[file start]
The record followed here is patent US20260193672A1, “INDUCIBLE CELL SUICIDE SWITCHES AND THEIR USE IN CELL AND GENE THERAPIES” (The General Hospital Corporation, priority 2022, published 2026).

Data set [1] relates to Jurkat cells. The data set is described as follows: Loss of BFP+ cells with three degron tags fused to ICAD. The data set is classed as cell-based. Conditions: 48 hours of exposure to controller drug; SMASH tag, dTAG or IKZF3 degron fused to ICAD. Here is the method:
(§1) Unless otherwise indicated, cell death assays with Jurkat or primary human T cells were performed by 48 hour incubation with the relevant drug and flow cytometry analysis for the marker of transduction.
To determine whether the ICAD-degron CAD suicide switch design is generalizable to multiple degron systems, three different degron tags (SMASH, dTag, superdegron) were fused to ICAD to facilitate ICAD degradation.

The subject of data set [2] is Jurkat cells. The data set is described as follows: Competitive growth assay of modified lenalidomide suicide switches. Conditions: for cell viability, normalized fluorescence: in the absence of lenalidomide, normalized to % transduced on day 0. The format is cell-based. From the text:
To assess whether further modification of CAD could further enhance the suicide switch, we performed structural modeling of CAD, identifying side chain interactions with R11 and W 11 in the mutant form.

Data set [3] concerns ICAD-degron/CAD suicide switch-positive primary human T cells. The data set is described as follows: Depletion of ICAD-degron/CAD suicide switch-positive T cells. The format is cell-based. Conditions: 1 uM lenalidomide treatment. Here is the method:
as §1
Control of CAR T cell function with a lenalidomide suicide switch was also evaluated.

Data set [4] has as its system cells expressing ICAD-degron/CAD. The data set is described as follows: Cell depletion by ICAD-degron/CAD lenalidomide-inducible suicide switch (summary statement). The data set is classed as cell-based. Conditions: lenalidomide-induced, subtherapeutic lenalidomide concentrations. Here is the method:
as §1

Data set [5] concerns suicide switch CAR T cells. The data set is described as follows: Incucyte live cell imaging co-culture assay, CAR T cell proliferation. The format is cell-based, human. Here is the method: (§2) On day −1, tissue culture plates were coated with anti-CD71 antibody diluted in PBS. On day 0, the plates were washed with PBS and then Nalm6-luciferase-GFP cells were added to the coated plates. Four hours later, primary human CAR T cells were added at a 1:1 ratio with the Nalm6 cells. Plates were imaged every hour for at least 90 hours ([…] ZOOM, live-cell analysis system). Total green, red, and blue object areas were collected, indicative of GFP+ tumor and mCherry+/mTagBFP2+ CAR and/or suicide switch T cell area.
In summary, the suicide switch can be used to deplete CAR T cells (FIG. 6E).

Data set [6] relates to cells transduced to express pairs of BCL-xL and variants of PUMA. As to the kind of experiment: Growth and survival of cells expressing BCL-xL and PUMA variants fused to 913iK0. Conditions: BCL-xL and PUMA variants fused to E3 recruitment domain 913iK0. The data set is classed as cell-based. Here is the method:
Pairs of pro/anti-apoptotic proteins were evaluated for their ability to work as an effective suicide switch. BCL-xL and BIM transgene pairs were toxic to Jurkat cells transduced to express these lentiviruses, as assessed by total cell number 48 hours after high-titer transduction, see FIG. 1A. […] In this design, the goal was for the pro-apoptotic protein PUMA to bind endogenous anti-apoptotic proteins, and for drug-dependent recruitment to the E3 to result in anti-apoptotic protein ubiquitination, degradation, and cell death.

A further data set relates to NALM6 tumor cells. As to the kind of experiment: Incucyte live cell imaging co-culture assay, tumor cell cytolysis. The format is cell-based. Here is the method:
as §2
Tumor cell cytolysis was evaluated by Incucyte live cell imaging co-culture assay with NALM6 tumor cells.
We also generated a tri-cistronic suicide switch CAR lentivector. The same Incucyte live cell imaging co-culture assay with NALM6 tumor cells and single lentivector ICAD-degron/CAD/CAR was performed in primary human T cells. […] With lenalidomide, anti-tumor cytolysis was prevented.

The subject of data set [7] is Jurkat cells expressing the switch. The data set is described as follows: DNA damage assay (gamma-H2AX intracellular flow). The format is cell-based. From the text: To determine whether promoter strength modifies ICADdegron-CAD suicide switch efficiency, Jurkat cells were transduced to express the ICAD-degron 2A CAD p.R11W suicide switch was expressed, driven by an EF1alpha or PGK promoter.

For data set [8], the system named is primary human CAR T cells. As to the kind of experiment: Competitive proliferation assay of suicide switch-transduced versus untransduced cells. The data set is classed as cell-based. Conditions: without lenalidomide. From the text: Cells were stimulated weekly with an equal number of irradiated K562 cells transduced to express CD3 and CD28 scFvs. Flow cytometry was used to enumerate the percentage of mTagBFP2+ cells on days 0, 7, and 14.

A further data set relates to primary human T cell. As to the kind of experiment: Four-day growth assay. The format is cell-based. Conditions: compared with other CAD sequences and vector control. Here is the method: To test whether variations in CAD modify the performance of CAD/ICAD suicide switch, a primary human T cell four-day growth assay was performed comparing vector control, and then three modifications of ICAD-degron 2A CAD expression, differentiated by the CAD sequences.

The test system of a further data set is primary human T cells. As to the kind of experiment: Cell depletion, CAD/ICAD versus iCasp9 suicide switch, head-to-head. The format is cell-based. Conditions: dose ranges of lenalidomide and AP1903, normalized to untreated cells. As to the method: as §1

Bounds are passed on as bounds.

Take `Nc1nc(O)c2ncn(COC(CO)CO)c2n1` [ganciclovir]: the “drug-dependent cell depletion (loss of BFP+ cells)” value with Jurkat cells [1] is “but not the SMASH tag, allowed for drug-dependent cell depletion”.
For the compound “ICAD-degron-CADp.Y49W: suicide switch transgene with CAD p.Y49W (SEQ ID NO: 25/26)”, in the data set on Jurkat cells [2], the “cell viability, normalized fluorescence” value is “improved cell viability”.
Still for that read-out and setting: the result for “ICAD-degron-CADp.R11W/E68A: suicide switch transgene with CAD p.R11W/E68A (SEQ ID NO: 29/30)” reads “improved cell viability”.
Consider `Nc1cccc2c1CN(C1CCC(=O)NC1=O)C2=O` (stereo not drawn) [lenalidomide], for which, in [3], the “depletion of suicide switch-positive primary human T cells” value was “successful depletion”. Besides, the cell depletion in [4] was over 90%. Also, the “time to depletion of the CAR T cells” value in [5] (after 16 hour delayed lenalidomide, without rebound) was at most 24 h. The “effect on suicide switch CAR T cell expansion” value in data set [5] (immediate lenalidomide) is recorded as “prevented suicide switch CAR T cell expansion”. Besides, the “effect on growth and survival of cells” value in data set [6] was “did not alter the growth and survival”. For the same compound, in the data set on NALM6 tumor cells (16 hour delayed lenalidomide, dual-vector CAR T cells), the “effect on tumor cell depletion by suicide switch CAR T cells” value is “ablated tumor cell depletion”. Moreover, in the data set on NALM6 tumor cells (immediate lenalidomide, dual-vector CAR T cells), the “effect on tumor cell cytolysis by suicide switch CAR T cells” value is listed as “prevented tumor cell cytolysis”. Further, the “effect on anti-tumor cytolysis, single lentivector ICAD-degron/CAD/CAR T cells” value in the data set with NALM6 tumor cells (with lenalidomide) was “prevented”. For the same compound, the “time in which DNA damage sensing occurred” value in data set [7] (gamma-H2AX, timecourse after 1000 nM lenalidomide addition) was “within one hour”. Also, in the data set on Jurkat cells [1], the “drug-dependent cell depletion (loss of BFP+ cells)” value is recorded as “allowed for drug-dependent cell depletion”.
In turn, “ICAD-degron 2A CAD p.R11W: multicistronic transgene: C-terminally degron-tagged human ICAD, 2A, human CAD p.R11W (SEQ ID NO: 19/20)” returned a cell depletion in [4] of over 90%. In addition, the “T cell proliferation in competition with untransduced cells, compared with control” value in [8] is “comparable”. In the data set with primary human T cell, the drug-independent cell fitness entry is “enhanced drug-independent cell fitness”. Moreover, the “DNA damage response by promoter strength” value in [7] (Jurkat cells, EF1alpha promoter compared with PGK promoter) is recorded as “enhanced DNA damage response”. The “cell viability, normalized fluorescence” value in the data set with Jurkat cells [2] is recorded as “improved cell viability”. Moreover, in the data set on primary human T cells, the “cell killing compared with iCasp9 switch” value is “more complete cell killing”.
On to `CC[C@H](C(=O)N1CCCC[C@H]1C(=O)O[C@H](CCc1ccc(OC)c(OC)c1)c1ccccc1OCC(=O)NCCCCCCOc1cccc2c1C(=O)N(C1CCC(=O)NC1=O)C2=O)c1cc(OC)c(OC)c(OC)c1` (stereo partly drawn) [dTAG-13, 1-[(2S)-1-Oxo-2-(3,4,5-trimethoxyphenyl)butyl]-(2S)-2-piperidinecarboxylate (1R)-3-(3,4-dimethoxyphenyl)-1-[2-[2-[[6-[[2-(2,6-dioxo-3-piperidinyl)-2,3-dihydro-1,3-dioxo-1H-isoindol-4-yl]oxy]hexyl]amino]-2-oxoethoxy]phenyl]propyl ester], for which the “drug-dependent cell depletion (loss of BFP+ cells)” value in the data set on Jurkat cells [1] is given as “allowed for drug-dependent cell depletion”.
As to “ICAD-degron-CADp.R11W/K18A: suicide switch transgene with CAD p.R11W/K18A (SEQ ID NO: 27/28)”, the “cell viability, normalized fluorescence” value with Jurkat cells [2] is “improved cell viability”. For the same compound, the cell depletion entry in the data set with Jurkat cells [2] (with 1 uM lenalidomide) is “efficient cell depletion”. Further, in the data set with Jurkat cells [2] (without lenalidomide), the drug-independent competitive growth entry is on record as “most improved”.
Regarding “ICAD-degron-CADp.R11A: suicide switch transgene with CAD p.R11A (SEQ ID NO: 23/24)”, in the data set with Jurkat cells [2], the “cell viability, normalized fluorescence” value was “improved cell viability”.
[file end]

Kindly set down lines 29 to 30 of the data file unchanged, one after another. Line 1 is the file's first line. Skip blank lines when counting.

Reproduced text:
In turn, “ICAD-degron 2A CAD p.R11W: multicistronic transgene: C-terminally degron-tagged human ICAD, 2A, human CAD p.R11W (SEQ ID NO: 19/20)” returned a cell depletion in [4] of over 90%. In addition, the “T cell proliferation in competition with untransduced cells, compared with control” value in [8] is “comparable”. In the data set with primary human T cell, the drug-independent cell fitness entry is “enhanced drug-independent cell fitness”. Moreover, the “DNA damage response by promoter strength” value in [7] (Jurkat cells, EF1alpha promoter compared with PGK promoter) is recorded as “enhanced DNA damage response”. The “cell viability, normalized fluorescence” value in the data set with Jurkat cells [2] is recorded as “improved cell viability”. Moreover, in the data set on primary human T cells, the “cell killing compared with iCasp9 switch” value is “more complete cell killing”.
On to `CC[C@H](C(=O)N1CCCC[C@H]1C(=O)O[C@H](CCc1ccc(OC)c(OC)c1)c1ccccc1OCC(=O)NCCCCCCOc1cccc2c1C(=O)N(C1CCC(=O)NC1=O)C2=O)c1cc(OC)c(OC)c(OC)c1` (stereo partly drawn) [dTAG-13, 1-[(2S)-1-Oxo-2-(3,4,5-trimethoxyphenyl)butyl]-(2S)-2-piperidinecarboxylate (1R)-3-(3,4-dimethoxyphenyl)-1-[2-[2-[[6-[[2-(2,6-dioxo-3-piperidinyl)-2,3-dihydro-1,3-dioxo-1H-isoindol-4-yl]oxy]hexyl]amino]-2-oxoethoxy]phenyl]propyl ester], for which the “drug-dependent cell depletion (loss of BFP+ cells)” value in the data set on Jurkat cells [1] is given as “allowed for drug-dependent cell depletion”.